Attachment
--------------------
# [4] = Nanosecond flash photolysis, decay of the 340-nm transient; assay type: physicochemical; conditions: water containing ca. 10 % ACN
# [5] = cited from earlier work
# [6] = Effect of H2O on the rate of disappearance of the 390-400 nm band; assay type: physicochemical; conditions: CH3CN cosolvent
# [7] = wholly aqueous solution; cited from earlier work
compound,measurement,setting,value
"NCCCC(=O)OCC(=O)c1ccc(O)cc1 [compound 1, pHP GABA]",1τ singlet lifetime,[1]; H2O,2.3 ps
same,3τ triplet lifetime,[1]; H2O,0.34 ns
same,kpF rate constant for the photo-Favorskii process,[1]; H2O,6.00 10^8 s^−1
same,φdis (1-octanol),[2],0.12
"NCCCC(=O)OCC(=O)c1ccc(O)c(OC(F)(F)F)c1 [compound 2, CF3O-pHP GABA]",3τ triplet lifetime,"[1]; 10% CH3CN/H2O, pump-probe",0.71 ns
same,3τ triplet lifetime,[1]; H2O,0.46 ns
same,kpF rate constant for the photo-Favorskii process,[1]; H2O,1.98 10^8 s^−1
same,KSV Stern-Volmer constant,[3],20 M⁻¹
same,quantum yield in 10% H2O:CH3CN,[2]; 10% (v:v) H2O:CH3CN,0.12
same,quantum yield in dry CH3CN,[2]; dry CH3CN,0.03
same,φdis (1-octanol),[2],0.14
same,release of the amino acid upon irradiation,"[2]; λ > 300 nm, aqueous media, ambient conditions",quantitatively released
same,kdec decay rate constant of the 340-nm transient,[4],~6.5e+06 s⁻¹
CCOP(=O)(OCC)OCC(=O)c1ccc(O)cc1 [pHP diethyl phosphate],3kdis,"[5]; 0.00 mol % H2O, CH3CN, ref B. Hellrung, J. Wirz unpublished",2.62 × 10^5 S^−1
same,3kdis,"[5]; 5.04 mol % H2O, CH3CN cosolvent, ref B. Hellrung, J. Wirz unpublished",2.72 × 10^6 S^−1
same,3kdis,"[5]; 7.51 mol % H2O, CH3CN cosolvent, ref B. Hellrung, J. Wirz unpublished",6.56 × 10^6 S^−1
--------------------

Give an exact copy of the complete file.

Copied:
# [4] = Nanosecond flash photolysis, decay of the 340-nm transient; assay type: physicochemical; conditions: water containing ca. 10 % ACN
# [5] = cited from earlier work
# [6] = Effect of H2O on the rate of disappearance of the 390-400 nm band; assay type: physicochemical; conditions: CH3CN cosolvent
# [7] = wholly aqueous solution; cited from earlier work
compound,measurement,setting,value
"NCCCC(=O)OCC(=O)c1ccc(O)cc1 [compound 1, pHP GABA]",1τ singlet lifetime,[1]; H2O,2.3 ps
same,3τ triplet lifetime,[1]; H2O,0.34 ns
same,kpF rate constant for the photo-Favorskii process,[1]; H2O,6.00 10^8 s^−1
same,φdis (1-octanol),[2],0.12
"NCCCC(=O)OCC(=O)c1ccc(O)c(OC(F)(F)F)c1 [compound 2, CF3O-pHP GABA]",3τ triplet lifetime,"[1]; 10% CH3CN/H2O, pump-probe",0.71 ns
same,3τ triplet lifetime,[1]; H2O,0.46 ns
same,kpF rate constant for the photo-Favorskii process,[1]; H2O,1.98 10^8 s^−1
same,KSV Stern-Volmer constant,[3],20 M⁻¹
same,quantum yield in 10% H2O:CH3CN,[2]; 10% (v:v) H2O:CH3CN,0.12
same,quantum yield in dry CH3CN,[2]; dry CH3CN,0.03
same,φdis (1-octanol),[2],0.14
same,release of the amino acid upon irradiation,"[2]; λ > 300 nm, aqueous media, ambient conditions",quantitatively released
same,kdec decay rate constant of the 340-nm transient,[4],~6.5e+06 s⁻¹
CCOP(=O)(OCC)OCC(=O)c1ccc(O)cc1 [pHP diethyl phosphate],3kdis,"[5]; 0.00 mol % H2O, CH3CN, ref B. Hellrung, J. Wirz unpublished",2.62 × 10^5 S^−1
same,3kdis,"[5]; 5.04 mol % H2O, CH3CN cosolvent, ref B. Hellrung, J. Wirz unpublished",2.72 × 10^6 S^−1
same,3kdis,"[5]; 7.51 mol % H2O, CH3CN cosolvent, ref B. Hellrung, J. Wirz unpublished",6.56 × 10^6 S^−1